In trying to explain the value (and addictive properties) of Twitter to the unconverted my strongest argument is the network’s superiority as a information-gathering tool. Better even than Google News because you pick your own sources, Twitter has quickly become the best place to turn for breaking news and aggregated links to resources and activism.
An issue like climate change especially lends itself to effective Twitter aggregation as The Guardian recently pointed out in a very good post detailing the top fifty Twitter feeds to follow if you’re interested in the science behind and movement against climate change.
From the tweets of officials inside climate negotiations and cameraphone photos of climate activism, to tips on how to live a greener life, links to the latest in relevant scientific reports and global warming news updates, Twitter offers a continuous stream of information linking those fully engaged with the issue to millions of concerned global citizens seeking out the best information.
Take this guide below to climate change resources, drawn partly from the Guardian’s post, as just one example of a Twitter-based information grid that can be assembled for any issue. To read these feeds, click the links and check them out. To follow the feeds, just sign up for a Twitter account if you’re not already a member. It’s easy and there are no demands or requirements whatsoever.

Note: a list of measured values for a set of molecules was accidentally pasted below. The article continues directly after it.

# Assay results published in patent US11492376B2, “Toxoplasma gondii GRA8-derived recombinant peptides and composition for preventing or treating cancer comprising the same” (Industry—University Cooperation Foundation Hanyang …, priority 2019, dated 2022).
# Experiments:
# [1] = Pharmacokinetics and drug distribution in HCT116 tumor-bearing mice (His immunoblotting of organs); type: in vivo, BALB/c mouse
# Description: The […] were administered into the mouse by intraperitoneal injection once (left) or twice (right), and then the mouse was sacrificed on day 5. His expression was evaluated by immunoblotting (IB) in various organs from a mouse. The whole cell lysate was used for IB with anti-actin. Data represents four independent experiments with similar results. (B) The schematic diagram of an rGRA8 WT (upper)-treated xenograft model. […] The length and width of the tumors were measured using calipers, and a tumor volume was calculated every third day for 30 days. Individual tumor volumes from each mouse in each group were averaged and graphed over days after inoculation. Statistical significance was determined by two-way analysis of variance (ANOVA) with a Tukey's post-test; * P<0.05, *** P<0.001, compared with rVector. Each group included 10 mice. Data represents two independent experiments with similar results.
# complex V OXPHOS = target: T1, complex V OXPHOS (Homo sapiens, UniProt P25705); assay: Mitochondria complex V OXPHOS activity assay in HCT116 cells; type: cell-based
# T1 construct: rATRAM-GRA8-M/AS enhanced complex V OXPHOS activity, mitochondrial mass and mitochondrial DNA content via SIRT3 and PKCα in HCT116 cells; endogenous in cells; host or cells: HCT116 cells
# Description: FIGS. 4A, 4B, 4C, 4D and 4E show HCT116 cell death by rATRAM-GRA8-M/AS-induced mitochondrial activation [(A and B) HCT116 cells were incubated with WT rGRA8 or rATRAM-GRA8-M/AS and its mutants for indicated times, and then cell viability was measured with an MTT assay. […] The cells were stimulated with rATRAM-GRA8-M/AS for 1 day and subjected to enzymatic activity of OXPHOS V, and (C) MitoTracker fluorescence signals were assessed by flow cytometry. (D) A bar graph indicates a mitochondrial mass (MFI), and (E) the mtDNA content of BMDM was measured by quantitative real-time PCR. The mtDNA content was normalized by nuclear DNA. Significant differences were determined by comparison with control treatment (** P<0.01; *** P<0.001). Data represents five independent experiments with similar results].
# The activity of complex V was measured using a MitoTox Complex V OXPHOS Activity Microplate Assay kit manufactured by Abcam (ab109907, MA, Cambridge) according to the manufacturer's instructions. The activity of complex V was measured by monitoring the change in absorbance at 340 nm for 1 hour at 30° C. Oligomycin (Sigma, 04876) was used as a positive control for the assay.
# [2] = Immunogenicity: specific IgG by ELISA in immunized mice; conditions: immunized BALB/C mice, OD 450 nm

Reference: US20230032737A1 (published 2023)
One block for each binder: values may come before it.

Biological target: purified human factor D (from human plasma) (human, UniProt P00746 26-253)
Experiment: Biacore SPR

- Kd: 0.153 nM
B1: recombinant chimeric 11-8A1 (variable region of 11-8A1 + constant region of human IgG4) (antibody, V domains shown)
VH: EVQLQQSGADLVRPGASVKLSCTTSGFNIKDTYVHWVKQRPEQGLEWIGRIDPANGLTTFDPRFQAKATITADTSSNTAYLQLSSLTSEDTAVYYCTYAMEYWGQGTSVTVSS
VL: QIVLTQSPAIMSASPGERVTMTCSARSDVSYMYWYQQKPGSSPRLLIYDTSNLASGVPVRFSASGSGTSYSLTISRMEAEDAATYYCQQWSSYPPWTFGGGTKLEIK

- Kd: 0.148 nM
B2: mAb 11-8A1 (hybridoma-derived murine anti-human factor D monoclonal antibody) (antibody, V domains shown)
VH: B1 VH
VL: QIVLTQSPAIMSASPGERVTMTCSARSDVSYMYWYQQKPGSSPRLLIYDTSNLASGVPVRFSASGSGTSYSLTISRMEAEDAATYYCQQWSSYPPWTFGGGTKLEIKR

Greenpeace has an active Twitter feed which seeks to highlight creative actions around the world.
Greenforall is a US group focused on converting a fossil fuel-based economy to one based on green jobs.
350.org was founded by Bill McKibben’s to raise awareness of the urgent need to get CO2 down to 350 parts per million in the atmosphere.
TckTckTck campaigns for a legally binding global climate deal; the Twitter account is a good source of links on climate negotiations.
The Energy Action coalition offers tweets from a coalition of youth groups campaigning for clean energy.
Grist is one of the most informative and amusing environmental publications publishing in the US.
Climate Progress offers thoughts and re-tweets on climate science and politics.
The Ecologist, the long-running British magazine, provides news, aggregation and more.
Ed Miliband, the climate and energy secretary of the former Labour government used Twitter to broadcast from inside Copenhagen climate talks. (Most importantly, Miliband is an ex-Nation intern.)
Al Gore, the former vice-president and Nobel Peace Prize winner, is the most-followed climate activist on Twitter.
Andy Rekvin, the New York Times environmental environmental reporter and blogger uses Twitter to break news.
Kate Sheppard, an environmental blogger at Mother Jones has a focus on energy.
Bill McKibben, the seminal global warming author is the founder of 350.org climate campaign.
Dave Roberts, Grist‘s chief writer, offers acerbic posts on energy and related issues with an obsession with coal.
Mindy Pennybacker, author and activist, offers daily tips for living a greener life.
May Boeve, a longtime grassroots activist, offers snapshots of the global movement against global warming.
Sarah Emily Labance, an engineer and science writer, is a great source of information for online ecological action.
The Earth Institute is a great source for new scientific reports and news from Columbia University’s climate science department.
The Tyndall Centre for Climate Research is one of the world’s leading climate research centers based in Norwich, England.
Please use the comments field to let me know what I missed.